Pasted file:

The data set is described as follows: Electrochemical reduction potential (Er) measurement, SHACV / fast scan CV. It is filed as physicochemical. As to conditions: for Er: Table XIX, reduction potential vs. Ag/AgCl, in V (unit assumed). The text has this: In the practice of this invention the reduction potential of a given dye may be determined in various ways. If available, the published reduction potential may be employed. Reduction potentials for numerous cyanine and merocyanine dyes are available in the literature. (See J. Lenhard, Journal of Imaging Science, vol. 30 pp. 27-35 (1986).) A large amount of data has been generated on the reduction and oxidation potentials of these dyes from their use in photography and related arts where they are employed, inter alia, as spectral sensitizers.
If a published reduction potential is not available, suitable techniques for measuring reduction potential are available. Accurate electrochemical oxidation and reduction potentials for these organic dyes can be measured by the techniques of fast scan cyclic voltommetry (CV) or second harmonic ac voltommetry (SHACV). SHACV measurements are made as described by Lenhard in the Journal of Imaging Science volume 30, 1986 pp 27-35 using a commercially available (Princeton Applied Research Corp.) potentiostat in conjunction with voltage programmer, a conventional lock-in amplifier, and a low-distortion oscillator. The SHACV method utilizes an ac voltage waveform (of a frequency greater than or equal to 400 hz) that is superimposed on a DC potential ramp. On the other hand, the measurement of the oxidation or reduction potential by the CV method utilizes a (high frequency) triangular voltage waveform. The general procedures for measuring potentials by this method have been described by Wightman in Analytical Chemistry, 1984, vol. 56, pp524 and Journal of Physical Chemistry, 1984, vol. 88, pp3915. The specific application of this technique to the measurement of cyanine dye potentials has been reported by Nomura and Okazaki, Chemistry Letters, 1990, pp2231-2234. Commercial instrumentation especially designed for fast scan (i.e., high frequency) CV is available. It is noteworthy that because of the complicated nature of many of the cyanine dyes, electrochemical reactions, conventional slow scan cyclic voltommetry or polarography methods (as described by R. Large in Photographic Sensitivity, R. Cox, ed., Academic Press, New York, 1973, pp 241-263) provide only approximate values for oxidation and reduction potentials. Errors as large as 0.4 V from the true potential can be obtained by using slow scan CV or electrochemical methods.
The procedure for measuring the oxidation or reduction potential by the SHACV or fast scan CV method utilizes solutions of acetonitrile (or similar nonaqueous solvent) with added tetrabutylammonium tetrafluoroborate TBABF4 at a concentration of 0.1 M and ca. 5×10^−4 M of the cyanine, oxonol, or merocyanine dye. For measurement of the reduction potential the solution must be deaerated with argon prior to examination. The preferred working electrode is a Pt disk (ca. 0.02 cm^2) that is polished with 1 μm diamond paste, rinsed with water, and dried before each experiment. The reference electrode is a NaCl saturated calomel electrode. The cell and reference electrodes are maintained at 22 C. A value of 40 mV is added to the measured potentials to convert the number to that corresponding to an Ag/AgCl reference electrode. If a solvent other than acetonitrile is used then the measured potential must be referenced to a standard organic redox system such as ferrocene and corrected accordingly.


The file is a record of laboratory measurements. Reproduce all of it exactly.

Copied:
The data set is described as follows: Electrochemical reduction potential (Er) measurement, SHACV / fast scan CV. It is filed as physicochemical. As to conditions: for Er: Table XIX, reduction potential vs. Ag/AgCl, in V (unit assumed). The text has this: In the practice of this invention the reduction potential of a given dye may be determined in various ways. If available, the published reduction potential may be employed. Reduction potentials for numerous cyanine and merocyanine dyes are available in the literature. (See J. Lenhard, Journal of Imaging Science, vol. 30 pp. 27-35 (1986).) A large amount of data has been generated on the reduction and oxidation potentials of these dyes from their use in photography and related arts where they are employed, inter alia, as spectral sensitizers.
If a published reduction potential is not available, suitable techniques for measuring reduction potential are available. Accurate electrochemical oxidation and reduction potentials for these organic dyes can be measured by the techniques of fast scan cyclic voltommetry (CV) or second harmonic ac voltommetry (SHACV). SHACV measurements are made as described by Lenhard in the Journal of Imaging Science volume 30, 1986 pp 27-35 using a commercially available (Princeton Applied Research Corp.) potentiostat in conjunction with voltage programmer, a conventional lock-in amplifier, and a low-distortion oscillator. The SHACV method utilizes an ac voltage waveform (of a frequency greater than or equal to 400 hz) that is superimposed on a DC potential ramp. On the other hand, the measurement of the oxidation or reduction potential by the CV method utilizes a (high frequency) triangular voltage waveform. The general procedures for measuring potentials by this method have been described by Wightman in Analytical Chemistry, 1984, vol. 56, pp524 and Journal of Physical Chemistry, 1984, vol. 88, pp3915. The specific application of this technique to the measurement of cyanine dye potentials has been reported by Nomura and Okazaki, Chemistry Letters, 1990, pp2231-2234. Commercial instrumentation especially designed for fast scan (i.e., high frequency) CV is available. It is noteworthy that because of the complicated nature of many of the cyanine dyes, electrochemical reactions, conventional slow scan cyclic voltommetry or polarography methods (as described by R. Large in Photographic Sensitivity, R. Cox, ed., Academic Press, New York, 1973, pp 241-263) provide only approximate values for oxidation and reduction potentials. Errors as large as 0.4 V from the true potential can be obtained by using slow scan CV or electrochemical methods.
The procedure for measuring the oxidation or reduction potential by the SHACV or fast scan CV method utilizes solutions of acetonitrile (or similar nonaqueous solvent) with added tetrabutylammonium tetrafluoroborate TBABF4 at a concentration of 0.1 M and ca. 5×10^−4 M of the cyanine, oxonol, or merocyanine dye. For measurement of the reduction potential the solution must be deaerated with argon prior to examination. The preferred working electrode is a Pt disk (ca. 0.02 cm^2) that is polished with 1 μm diamond paste, rinsed with water, and dried before each experiment. The reference electrode is a NaCl saturated calomel electrode. The cell and reference electrodes are maintained at 22 C. A value of 40 mV is added to the measured potentials to convert the number to that corresponding to an Ag/AgCl reference electrode. If a solvent other than acetonitrile is used then the measured potential must be referenced to a standard organic redox system such as ferrocene and corrected accordingly.